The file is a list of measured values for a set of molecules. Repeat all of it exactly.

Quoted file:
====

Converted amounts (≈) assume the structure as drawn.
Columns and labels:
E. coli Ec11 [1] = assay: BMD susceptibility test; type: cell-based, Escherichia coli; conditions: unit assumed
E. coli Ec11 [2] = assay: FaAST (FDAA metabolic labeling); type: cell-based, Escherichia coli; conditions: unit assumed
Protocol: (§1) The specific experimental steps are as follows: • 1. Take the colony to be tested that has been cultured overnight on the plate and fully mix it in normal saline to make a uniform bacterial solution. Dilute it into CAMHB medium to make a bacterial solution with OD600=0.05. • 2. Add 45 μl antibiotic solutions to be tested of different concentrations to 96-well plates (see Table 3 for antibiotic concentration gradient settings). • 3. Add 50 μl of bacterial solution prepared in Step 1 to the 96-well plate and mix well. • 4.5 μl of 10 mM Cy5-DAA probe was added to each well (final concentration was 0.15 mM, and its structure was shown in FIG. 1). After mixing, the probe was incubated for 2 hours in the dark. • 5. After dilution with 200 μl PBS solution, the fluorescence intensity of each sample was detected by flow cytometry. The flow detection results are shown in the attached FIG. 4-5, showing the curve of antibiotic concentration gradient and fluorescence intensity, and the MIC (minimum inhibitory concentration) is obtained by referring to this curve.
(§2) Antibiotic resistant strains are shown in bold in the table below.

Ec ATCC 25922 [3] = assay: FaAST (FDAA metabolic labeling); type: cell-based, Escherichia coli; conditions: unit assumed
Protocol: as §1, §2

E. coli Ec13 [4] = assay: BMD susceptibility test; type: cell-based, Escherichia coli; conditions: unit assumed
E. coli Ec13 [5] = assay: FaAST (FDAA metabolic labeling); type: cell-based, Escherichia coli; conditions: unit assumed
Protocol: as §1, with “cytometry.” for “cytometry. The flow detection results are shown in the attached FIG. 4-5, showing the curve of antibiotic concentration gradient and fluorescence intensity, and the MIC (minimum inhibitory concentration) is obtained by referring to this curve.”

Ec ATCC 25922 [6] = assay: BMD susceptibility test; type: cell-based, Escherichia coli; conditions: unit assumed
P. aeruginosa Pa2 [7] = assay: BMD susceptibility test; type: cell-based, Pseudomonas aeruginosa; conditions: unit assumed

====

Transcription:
Converted amounts (≈) assume the structure as drawn.
Columns and labels:
E. coli Ec11 [1] = assay: BMD susceptibility test; type: cell-based, Escherichia coli; conditions: unit assumed
E. coli Ec11 [2] = assay: FaAST (FDAA metabolic labeling); type: cell-based, Escherichia coli; conditions: unit assumed
Protocol: (§1) The specific experimental steps are as follows: • 1. Take the colony to be tested that has been cultured overnight on the plate and fully mix it in normal saline to make a uniform bacterial solution. Dilute it into CAMHB medium to make a bacterial solution with OD600=0.05. • 2. Add 45 μl antibiotic solutions to be tested of different concentrations to 96-well plates (see Table 3 for antibiotic concentration gradient settings). • 3. Add 50 μl of bacterial solution prepared in Step 1 to the 96-well plate and mix well. • 4.5 μl of 10 mM Cy5-DAA probe was added to each well (final concentration was 0.15 mM, and its structure was shown in FIG. 1). After mixing, the probe was incubated for 2 hours in the dark. • 5. After dilution with 200 μl PBS solution, the fluorescence intensity of each sample was detected by flow cytometry. The flow detection results are shown in the attached FIG. 4-5, showing the curve of antibiotic concentration gradient and fluorescence intensity, and the MIC (minimum inhibitory concentration) is obtained by referring to this curve.
(§2) Antibiotic resistant strains are shown in bold in the table below.

Ec ATCC 25922 [3] = assay: FaAST (FDAA metabolic labeling); type: cell-based, Escherichia coli; conditions: unit assumed
Protocol: as §1, §2

E. coli Ec13 [4] = assay: BMD susceptibility test; type: cell-based, Escherichia coli; conditions: unit assumed
E. coli Ec13 [5] = assay: FaAST (FDAA metabolic labeling); type: cell-based, Escherichia coli; conditions: unit assumed
Protocol: as §1, with “cytometry.” for “cytometry. The flow detection results are shown in the attached FIG. 4-5, showing the curve of antibiotic concentration gradient and fluorescence intensity, and the MIC (minimum inhibitory concentration) is obtained by referring to this curve.”

Ec ATCC 25922 [6] = assay: BMD susceptibility test; type: cell-based, Escherichia coli; conditions: unit assumed
P. aeruginosa Pa2 [7] = assay: BMD susceptibility test; type: cell-based, Pseudomonas aeruginosa; conditions: unit assumed